I’ve been to a lot of trade shows recently, and it seems bakeries and
the industries that supply them are busier than ever trying to sell,
sell, sell. They’re working hard in this economy to get new clients and
keep the ones they have. That’s an encouraging sign that points not
only to the resilience of the industry, but also the dedication of the
people who drive it to become bigger and better.
I’ve been to a lot of trade shows recently, and it seems bakeries and the industries that supply them are busier than ever trying to sell, sell, sell. They’re working hard in this economy to get new clients and keep the ones they have. That’s an encouraging sign that points not only to the resilience of the industry, but also the dedication of the people who drive it to become bigger and better.
In mid-May, baked goods giant George Weston Ltd., buoyed by a first-quarter profit of $863 million, announced it was on the lookout for “huge opportunities” despite the slumping economy that has put the kibosh on many companies’ ability, or willingness, to endure short-term pain for the sake of long-term growth. The headline of the Canadian Press story about Weston’s financial report used the phrase “hungry to grow,” and while execs understandably kept mum about the company’s plans to expand, this bit of sunshine was an inspiring attention-getter in what has otherwise been a gloomy stretch of economic news. Meanwhile, across the pond, Greggs Plc, the U.K.’s largest bakery chain, said in January that it intends to capitalize on Britain’s first recession in 17 years by snapping up vacated stores so it can add new outlets.
Granted, we can’t all be huge, resource-laden companies like Weston or Greggs, but whether you’re big, medium or small, a recession is no excuse not to look for growth opportunities. Businesses, even ones in the so-called “recession-proof” food industry, can’t afford to stand still right now, waiting passively for a turnaround. A recession can be a great time to expand, rather than contract or tread water, as less-prepared competitors fall by the wayside or downsize. This could mean physical growth such as acquiring new facilities or equipment, or market-share growth through advertising and public relations.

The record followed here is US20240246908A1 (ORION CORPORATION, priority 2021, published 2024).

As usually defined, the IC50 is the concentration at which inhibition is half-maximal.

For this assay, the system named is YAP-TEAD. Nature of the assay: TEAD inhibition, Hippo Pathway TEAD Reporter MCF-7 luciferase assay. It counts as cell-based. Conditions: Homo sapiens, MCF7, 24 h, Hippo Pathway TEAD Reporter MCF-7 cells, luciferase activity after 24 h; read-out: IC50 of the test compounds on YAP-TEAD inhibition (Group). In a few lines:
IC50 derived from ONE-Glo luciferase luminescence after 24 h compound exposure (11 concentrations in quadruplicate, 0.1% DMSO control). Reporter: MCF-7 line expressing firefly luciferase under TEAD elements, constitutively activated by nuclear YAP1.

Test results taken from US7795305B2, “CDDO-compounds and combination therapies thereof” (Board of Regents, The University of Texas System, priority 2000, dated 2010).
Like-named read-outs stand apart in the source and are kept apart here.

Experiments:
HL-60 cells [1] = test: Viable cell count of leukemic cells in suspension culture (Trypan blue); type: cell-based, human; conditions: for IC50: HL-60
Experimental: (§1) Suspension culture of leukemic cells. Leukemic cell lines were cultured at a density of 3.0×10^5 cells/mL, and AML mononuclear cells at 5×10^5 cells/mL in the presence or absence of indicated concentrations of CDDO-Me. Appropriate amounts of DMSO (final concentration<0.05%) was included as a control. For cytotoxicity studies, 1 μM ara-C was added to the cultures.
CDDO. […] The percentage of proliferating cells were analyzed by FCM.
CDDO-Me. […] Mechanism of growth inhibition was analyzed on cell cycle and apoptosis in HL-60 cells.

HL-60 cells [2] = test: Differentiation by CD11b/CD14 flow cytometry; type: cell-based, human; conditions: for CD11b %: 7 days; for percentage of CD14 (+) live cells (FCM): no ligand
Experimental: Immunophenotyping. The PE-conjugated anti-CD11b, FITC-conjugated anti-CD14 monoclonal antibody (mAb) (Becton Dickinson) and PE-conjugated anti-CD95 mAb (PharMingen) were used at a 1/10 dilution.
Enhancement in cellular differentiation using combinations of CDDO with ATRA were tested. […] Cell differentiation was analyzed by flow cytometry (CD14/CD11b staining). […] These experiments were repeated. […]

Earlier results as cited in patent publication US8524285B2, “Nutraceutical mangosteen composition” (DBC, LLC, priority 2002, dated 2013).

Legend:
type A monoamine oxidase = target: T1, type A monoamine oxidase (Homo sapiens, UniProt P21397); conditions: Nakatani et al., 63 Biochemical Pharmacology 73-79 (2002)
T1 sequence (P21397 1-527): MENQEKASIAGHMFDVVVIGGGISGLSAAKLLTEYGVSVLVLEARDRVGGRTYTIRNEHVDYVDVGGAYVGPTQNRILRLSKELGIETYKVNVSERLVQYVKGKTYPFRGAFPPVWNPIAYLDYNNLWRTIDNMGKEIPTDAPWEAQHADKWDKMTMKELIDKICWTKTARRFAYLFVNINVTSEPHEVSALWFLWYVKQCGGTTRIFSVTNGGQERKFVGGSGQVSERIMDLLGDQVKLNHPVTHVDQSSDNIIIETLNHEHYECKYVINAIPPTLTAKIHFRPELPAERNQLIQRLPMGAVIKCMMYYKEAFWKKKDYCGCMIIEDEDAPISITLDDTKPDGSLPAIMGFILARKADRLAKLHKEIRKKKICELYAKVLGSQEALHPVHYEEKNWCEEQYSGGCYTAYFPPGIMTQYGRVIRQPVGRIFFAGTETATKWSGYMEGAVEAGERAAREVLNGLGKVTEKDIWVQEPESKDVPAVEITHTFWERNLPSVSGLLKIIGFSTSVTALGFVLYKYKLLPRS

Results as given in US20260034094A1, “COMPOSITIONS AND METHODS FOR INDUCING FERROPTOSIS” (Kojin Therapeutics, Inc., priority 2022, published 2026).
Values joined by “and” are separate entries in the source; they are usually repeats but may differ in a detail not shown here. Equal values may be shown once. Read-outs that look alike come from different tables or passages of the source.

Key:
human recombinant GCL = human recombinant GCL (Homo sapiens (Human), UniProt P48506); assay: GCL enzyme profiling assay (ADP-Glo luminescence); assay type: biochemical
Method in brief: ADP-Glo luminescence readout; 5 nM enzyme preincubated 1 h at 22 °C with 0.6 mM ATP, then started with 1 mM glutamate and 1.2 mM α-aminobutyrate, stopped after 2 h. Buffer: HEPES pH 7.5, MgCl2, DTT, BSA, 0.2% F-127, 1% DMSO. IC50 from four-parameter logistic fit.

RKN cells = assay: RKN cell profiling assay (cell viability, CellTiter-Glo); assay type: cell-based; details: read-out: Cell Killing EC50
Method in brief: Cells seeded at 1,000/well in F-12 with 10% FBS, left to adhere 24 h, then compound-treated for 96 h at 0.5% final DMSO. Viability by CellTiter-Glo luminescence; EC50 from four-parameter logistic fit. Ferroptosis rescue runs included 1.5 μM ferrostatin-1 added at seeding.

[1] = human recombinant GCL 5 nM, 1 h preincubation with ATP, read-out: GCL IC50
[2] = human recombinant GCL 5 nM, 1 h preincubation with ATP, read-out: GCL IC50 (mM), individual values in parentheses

If you’re a small retail baker and you buy a new piece of equipment, renovate or expand your shop, hire a new employee, or add a new product or service to your store, let your customers know. Hold an open house, use a banner to announce your news, extend your business hours for a week or two, offer facility tours, give freebies away to kids and families – anything to get people through the doors.
That’s the kind of mindset that will help you get through these tough times.
If you need more ideas, try consulting your fellow Baking Association of Canada members. Whether you attended this year or not, please join me in congratulating the BAC on its superb Congress 2009 in Burnaby, B.C. It was a pleasure to see the baking industry come together to do business, make and renew connections, learn about new ideas and products, and have a great time in beautiful Vancouver. From the dinner cruise of the city’s waterfront to the evening with Michael “Pinball” Clemons – and, of course, the trade show, wedding cake competition, new product showcase and other business functions held at the Bill Copeland Sports Centre – it was an outstanding event from start to finish.
Last but not least, don’t forget about the annual Bakers Journal recipe collection, which will be packaged with our August/September issue and whose theme is “Classic Canadian Comfort.” We’re soliciting recipes for comfort foods, snacks and desserts such as cookies, muffins, bars, pies, cakes, etc. – but all contributions will be considered. If, like Weston, you are “hungry to grow,” this is a great – and free – way to promote your bakery, so e-mail those recipe ideas to firstname.lastname@example.org.
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